Movie Review: Enjoying ‘Mr. Deeds’ is a guilty pleasure

Published 12:00 am Wednesday, July 3, 2002

Adam Sandler, America’s favorite man-child du jour, returns to theaters with &uot;Mr. Deeds.&uot; He plays a happy-go-lucky New Hampshire resident (and aspiring greeting card mogul) who discovers that he’s just inherited $40 billion from his rich, long-lost uncle, who froze to death in an avalanche. He accompanies two shareholders in his uncle’s company (Peter Gallagher and the surprisingly hysterical Erick Avari) back to Manhattan to sign the required paperwork to receive his gift. Once in the Biggest of Apples, he’s propelled to the top of the societal columns and communities, and hilarity ensues en route to the &uot;yeah, we got you, you greedy scumbag!&uot; ending.

First off, as with all Sandler flicks, the requisite bombshell is needed to win his heart. This time, the object of his affection is played by Winona Ryder (who’s NEVER looked hotter) as Babe Bennett, a budding tabloid reporter whose search for her way to the level of Barbara Walters brings her face-to-headline with the dirty truth of network journalism. Armed with a breast-padded camera and a fake life story (which comes into play in a hilarious trip to her &uot;hometown&uot;), she’s determined to get the inside scoop on the guy who just got his hands on the world’s greatest fortune. But, as such in a Sandler movie, she discovers that the guy inherited her heart as well.

Ryder puts more into this performance than Sandler does, and that might be why their chemistry never comes close to the level of Tom Hanks and Meg Ryan (or even Chevy Chase and Beverly D’Angelo). But think about it: Sandler has never really had believable chemistry with any of his love interests. Except maybe &uot;The Wedding Singer,&uot; which had enough backbone to make us believe that Sandler’s relationship with Drew Barrymore’s character was more than just &uot;meet-and-fall-madly-in-love.&uot; Thus, it’s a given that the two will end up together, whether the audience wants them to or not (don’t worry – you will).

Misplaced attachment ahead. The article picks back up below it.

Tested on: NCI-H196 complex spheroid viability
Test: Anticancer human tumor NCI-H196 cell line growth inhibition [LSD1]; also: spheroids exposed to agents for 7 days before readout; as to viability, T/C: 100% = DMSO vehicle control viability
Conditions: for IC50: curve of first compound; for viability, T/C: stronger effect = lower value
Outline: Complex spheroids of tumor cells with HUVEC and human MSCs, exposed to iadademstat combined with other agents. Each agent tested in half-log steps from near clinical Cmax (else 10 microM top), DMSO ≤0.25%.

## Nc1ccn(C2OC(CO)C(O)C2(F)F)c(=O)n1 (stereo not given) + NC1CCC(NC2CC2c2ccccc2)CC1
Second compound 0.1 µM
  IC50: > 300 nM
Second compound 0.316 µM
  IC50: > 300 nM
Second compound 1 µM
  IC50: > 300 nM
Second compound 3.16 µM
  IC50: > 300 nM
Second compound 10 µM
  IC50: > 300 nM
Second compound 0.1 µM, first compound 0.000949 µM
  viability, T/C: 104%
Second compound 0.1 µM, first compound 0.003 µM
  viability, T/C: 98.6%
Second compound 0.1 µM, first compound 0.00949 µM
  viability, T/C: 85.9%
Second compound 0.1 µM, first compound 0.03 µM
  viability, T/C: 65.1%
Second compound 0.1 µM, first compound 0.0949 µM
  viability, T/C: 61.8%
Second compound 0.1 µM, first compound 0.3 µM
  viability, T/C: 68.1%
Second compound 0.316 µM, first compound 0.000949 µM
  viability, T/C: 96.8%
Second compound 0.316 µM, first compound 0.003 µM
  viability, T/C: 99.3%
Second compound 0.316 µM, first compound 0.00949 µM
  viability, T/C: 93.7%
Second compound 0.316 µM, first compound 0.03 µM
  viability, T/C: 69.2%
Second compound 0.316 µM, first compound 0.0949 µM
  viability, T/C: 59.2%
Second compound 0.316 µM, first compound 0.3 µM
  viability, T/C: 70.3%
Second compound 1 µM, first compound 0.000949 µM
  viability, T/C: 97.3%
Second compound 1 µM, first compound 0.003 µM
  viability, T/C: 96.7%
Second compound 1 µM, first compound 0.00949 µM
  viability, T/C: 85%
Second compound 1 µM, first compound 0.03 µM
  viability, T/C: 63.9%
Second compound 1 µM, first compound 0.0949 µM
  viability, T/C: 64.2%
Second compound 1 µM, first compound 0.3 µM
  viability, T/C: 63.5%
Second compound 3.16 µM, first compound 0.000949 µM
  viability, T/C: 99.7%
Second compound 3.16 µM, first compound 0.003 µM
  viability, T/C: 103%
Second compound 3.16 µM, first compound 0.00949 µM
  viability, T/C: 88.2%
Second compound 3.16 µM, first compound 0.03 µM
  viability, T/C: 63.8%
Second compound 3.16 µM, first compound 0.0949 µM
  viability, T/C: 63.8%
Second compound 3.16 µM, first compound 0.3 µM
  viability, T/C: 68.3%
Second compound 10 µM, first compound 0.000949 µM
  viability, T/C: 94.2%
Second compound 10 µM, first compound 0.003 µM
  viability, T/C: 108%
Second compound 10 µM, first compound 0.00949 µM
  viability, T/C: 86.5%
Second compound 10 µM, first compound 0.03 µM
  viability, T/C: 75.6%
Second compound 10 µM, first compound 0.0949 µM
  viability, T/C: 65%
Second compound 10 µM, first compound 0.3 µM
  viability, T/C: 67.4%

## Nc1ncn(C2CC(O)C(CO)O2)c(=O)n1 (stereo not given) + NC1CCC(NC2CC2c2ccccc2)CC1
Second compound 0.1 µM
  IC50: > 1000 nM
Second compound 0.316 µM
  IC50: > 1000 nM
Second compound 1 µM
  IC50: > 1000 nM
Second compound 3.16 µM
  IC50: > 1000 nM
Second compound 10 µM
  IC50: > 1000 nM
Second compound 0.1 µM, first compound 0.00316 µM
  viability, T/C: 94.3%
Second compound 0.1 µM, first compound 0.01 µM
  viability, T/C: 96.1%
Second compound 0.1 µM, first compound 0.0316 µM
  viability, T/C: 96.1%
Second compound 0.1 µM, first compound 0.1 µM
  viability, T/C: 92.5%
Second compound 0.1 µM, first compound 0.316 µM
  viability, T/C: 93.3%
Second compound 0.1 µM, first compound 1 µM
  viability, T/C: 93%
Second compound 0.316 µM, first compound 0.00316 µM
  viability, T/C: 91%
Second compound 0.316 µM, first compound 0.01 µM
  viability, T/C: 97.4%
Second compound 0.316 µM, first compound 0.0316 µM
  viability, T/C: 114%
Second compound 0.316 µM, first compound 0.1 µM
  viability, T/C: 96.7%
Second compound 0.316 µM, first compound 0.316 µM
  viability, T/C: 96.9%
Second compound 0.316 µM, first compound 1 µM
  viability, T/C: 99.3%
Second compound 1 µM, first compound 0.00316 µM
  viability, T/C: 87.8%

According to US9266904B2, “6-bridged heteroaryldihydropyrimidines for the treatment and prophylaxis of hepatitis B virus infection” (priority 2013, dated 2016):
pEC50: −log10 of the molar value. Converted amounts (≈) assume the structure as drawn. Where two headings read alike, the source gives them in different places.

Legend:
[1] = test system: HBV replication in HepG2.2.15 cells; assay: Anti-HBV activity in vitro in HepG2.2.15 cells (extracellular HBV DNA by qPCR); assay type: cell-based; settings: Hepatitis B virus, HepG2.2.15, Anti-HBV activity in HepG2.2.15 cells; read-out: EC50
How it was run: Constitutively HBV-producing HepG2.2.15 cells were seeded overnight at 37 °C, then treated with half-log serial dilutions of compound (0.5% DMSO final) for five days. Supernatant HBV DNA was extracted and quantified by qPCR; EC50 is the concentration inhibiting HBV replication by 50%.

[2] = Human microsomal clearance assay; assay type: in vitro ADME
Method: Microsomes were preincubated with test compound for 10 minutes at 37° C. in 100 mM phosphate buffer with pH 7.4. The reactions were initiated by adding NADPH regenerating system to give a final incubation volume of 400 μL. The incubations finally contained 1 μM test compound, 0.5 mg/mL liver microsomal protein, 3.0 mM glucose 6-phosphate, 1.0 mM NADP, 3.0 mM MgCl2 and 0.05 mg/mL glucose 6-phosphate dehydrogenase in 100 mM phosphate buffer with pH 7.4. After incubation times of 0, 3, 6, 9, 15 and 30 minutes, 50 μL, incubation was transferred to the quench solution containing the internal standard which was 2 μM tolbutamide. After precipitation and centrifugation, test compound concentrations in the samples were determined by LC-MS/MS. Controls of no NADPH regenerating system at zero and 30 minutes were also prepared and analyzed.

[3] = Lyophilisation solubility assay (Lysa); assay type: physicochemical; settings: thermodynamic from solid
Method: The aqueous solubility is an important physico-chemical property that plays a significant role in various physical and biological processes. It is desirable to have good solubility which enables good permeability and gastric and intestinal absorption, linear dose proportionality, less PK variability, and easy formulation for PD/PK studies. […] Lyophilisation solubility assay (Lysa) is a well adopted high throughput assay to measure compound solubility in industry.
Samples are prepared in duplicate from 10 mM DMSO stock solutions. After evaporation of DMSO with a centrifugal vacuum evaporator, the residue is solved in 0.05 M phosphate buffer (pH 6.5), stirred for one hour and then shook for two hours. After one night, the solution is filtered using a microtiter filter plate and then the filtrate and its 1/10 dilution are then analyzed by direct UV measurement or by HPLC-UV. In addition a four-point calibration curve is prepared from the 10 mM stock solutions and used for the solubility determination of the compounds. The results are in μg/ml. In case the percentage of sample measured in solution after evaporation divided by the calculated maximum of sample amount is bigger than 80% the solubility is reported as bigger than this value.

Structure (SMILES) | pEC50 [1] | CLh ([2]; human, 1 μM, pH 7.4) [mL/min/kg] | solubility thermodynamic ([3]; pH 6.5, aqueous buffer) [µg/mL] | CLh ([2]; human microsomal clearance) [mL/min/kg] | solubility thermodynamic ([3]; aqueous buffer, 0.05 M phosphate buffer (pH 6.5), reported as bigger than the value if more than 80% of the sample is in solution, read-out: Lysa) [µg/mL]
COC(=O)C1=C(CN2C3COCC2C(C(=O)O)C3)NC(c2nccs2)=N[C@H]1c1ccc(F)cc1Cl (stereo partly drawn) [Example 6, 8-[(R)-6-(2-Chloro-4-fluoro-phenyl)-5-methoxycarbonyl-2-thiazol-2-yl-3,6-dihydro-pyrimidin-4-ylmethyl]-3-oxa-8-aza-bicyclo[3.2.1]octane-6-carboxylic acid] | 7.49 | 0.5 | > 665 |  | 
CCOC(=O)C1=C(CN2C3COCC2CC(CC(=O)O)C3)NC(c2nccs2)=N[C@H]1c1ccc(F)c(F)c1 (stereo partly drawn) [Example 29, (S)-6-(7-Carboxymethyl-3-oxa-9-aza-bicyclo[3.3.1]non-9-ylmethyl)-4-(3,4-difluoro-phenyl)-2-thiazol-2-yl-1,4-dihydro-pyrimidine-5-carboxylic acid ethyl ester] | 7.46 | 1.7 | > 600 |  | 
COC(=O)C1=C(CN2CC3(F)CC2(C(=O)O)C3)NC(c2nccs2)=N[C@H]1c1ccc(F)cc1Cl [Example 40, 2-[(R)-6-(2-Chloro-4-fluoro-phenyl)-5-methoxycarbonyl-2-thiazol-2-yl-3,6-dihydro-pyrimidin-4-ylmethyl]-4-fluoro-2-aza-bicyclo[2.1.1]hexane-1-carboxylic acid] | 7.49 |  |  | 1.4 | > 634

Email newsletter signup

&uot;Mr. Deeds&uot; is the definition of a guilty pleasure caught inside a film. After seeing Sandler’s previous films, we go into the theater almost determined NOT to laugh. We think we’ve seen the same song and dance so many times that it’s going to be impossible to tickle the funny bone THIS time. We’re better than that. We’re better than laughing at guys with misshapen eyes and people getting hit in the throat with tennis balls.

But, not surprisingly, we find that we’re just not that tough, and maybe we shouldn’t be. We realize that Sandler’s work has drawn us in again, and made us laugh like the children we once were and would like to be again.

From smiling to chuckling, from giggling to laughing out loud to falling to the floor and praying &uot;Please, lord, please let me stop before I burst a blood vessel,&uot; we can’t stop. It’s childish and gross and oftentimes tasteless but we can’t stop laughing.

We see John Turturro’s butler with the sneakiness of a stealth and a disgusting foot fetish but we can’t stop. We see a strangely effeminate John McEnroe cameo but we can’t stop. We see airline pilots team with Sandler for a rendition of David Bowie’s &uot;Spaceman,&uot; but we can’t stop. We see Ryder get bodyslammed

through a table by Sandler’s &uot;female but more of a man than 90 percent of guys&uot; co-worker, but we can’t stop.

And that is why &uot;Mr. Deeds&uot; works, perhaps better than Sandler’s other films. It takes us as unwilling passengers on a trip back to the times where long division and history were two of the biggest worries we would ever face, when kissing a member of the opposite sex was unthinkably disgusting, and when Saturday mornings were good for getting up early and playing soccer and baseball with our friends. We see Sandler’s nine-year-old-trapped-in-an-adult-body and realize that that same child lives within us all. And it sometimes isn’t very far inside.

Grade: B